Saturday, December 11, 2010

Jorge Luis Borges Created the Internet

Buddhist thought refers to something called, “momentariness.” In that thinking, there is nothing that exists for any length of time. Each moment exists separately, so there is no substance or length to things. And each moment is an entirely new reality, which is then seceded by another entirely new(er) reality. The only connection between one thing and the next is that one causes the next. This thinking permeates Argentinian writer Jorge Luis Borges’ work; which also deals with the idea of hypertextuality, a Postmodern theory of the inter-connectedness of texts. He writes, “Time forks perpetually toward innumerable futures,” meaning, like Buddhist thought, each moment happens then it is gone. But also, in the case of hypertextuality, that moment forks off into countless other moments that are happening (existing) at the same time.

This works in much the same way as pick-a-path books, where the reader would begin the story then make choices about the possible outcomes and be lead to different portions of the book. This is, after all, the same way the internet works. Go to any page and you will be presented with hundreds of choices as to where to go next. Click on an option and you are brought to a new page with hundreds of more options.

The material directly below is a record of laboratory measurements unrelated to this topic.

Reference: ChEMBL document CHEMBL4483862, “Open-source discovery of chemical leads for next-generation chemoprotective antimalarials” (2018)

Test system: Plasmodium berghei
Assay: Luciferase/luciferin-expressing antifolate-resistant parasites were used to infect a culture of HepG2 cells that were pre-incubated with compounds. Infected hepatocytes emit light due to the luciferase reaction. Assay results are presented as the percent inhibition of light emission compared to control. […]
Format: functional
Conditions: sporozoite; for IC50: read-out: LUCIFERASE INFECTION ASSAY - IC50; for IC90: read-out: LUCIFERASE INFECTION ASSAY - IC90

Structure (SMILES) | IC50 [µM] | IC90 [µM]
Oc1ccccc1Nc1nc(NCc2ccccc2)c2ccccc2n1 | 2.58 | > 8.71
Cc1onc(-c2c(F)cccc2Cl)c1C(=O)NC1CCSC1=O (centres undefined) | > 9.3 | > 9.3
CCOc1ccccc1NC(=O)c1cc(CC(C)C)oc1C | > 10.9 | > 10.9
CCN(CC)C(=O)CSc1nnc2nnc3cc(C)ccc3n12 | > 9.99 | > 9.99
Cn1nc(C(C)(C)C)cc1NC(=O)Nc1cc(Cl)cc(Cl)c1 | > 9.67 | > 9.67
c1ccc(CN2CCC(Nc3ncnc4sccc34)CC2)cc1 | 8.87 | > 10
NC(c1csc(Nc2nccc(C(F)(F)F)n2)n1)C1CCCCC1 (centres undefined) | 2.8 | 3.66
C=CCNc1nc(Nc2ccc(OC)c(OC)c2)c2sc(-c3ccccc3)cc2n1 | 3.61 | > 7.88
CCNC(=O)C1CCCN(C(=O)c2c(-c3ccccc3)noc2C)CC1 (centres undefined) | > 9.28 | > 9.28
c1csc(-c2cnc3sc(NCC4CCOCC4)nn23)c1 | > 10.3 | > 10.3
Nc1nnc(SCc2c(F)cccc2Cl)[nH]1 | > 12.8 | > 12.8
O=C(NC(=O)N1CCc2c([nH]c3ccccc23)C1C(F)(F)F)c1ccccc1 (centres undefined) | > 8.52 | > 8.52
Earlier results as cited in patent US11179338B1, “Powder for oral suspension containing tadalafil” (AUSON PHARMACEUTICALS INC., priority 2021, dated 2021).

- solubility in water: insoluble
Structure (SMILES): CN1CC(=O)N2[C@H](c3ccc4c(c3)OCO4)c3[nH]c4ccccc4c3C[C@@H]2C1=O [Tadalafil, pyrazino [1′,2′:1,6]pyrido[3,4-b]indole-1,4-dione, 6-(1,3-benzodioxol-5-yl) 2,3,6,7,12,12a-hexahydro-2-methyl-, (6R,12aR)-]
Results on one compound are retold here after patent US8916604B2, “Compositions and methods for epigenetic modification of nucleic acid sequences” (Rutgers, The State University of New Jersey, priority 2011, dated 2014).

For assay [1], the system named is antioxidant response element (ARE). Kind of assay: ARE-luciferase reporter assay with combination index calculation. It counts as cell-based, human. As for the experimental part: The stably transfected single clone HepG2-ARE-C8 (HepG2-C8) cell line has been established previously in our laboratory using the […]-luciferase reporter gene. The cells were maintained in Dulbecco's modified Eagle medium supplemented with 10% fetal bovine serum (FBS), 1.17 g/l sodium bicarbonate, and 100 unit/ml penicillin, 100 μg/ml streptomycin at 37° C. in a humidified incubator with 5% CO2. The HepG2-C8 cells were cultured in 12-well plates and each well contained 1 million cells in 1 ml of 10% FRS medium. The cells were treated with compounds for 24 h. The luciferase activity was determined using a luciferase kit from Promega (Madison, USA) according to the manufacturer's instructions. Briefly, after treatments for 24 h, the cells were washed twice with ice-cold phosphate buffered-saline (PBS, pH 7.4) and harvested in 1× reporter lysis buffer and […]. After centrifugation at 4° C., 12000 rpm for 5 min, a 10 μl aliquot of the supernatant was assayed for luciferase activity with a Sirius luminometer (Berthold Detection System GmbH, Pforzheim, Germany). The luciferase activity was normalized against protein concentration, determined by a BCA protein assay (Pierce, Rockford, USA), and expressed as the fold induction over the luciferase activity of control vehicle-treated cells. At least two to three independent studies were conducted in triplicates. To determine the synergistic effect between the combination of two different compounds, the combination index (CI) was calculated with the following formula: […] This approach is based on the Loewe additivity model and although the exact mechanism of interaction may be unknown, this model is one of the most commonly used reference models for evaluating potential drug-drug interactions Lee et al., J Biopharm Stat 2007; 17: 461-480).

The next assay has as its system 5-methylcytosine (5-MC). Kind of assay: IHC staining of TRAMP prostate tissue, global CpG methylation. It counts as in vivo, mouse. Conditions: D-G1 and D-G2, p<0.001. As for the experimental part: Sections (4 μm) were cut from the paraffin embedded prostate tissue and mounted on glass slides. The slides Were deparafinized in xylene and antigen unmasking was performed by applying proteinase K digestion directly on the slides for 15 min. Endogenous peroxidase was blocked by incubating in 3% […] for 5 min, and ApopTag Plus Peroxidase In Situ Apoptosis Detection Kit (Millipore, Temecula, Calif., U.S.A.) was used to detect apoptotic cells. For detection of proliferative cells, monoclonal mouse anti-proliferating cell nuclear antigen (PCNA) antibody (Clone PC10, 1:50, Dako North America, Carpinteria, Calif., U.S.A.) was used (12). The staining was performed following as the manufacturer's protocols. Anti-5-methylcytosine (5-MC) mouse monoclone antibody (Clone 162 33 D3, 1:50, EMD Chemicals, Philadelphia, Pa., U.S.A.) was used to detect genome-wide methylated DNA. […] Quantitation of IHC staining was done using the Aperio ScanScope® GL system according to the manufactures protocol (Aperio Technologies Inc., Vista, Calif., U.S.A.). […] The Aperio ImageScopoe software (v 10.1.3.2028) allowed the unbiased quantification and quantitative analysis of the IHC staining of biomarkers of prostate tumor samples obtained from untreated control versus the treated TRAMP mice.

In Borges’ text however, he infers that all the paths/choices are on-going even after a choice is made. In other words, there are multiple, alternate realities happening at the same time. He asserts that each time a man is confronted with several alternatives, he simultaneously chooses all of them. Then there are multiple hims existing on alternate planes at the same time.

All of this brings me to an entirely other concept all together, that of Déjà vu, the feeling that what you are presently experiencing has happened before. If all of Borges’ theories hold true, then it could also be argued that when one experiences what has been called Déjà vu, it is not that that person has been in that particular situation before, but that two (or more) existences are occurring at the same time and those two worlds are intermingling; a glitch in the matrix, if you will. Two paths were chosen in the same way, therefore they have become, for one split second, unified. As Keanu would say, “Whoa.”

1 comment: